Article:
Energy question of the week: How does one weigh the greenhouse gas carbon dioxide?
Automotive manufacturers are now required to indicate the precise level of carbon dioxide emissions for every new car. Small, low-emission cars seldom exceed 100 grams of carbon dioxide per kilometre. Gas-guzzling luxury saloons or SUVs (large off-road vehicles or pickups for example) can emit more than three times these levels into the atmosphere. But carbon dioxide is a gas. How does one actually put a gas on a set of scales?
In actual fact, no one actually collects fumes emerging from a factory chimney or the exhaust pipe of a car to measure them. The carbon dioxide emission values are based on calculations. These calculations include fuel consumption, the carbon content of the fuel and the efficiency of the combustion process. A similar calculation process is applied to emissions from power stations. The operators know that one kilogram of coal contains about 600 grams of the element carbon. Assuming perfect combustion, all carbon atoms will combine with two oxygen atoms to form carbon dioxide. The combined weight of these two oxygen atoms is roughly three times more than one atom of carbon, weighing approximately 1600 grams. It follows from this that the weight of exhaust gas produced by one kilogram of coal amounts to 2.2 kilograms of carbon dioxide.
Dry ice in the school laboratory
Every school laboratory is in fact capable of weighing carbon dioxide. The simplest way is to use dry ice. Dry ice is pure, frozen carbon dioxide. It evaporates very rapidly at room temperature. The dry ice vapour can be collected in a balloon. The gas now needs to be transferred into a one-litre flask that has been pumped out and weighed precisely. Then the flask, now filled, is weighed again. The difference in these two readings shows the weight of one litre of carbon dioxide at room temperature and under normal air pressure. This experimental result will be somewhere between 1.9 and 2 grams per litre.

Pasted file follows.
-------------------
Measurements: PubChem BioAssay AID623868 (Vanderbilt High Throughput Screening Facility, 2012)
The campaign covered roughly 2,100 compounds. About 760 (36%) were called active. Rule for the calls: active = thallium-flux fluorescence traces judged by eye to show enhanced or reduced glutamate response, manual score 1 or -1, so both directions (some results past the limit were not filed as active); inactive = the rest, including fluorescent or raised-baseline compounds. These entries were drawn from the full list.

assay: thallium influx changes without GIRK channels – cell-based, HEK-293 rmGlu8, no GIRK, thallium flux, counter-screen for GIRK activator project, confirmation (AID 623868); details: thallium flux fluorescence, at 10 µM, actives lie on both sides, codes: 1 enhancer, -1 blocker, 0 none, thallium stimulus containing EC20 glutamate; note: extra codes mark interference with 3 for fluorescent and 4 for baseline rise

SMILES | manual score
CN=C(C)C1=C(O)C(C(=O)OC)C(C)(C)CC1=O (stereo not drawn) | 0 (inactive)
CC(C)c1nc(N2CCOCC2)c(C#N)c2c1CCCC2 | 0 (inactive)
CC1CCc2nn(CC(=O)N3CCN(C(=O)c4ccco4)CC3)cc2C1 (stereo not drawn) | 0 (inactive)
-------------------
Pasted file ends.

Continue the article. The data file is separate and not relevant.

One and a half full bathtubs of carbon dioxide for each kilometre driven
This result really becomes an eye-opener when it is extrapolated to the fuel consumption of a large saloon. Every time it completes one kilometre on the road, the vehicle emits 300 grams of carbon dioxide, which has a volume of 150 litres. That would be enough to fill one and a half bathtubs. This volume, 150 litres of carbon dioxide gas, is roughly the amount that one tree can absorb in one hour. From which it follows that, if our large saloon travels 100 kilometres in one hour, it will emit about the same volume of carbon dioxide as 100 trees are capable of absorbing within the same period of time.
The DLR Energy question of the week in 'The future of energy' Year of Science
The Federal Ministry of Education and Research (BMBF) has given the Year of Science 2010 the motto 'The future of energy'. For this reason the science journalist Jan Oliver Löfken will this year answer a question on the subject of energy in his blog each week. Do you have a question about how our energy supply might look in the future? Or do you want to know, for example, how a wave power plant works and how it can efficiently generate electricity? Then send us your question by email. Science journalist Jan Oliver Löfken will investigate the answers and publish them each week in this blog.
Energy journalist Jan Oliver Löfken writes among other things, for the Technologie Review, Wissenschaft aktuell, Tagesspiegel, Berliner Zeitung and P.M. Magazin on issues involving energy research and industry. For DLR, he answered the Energy question of the week during the Year of Energy 2010.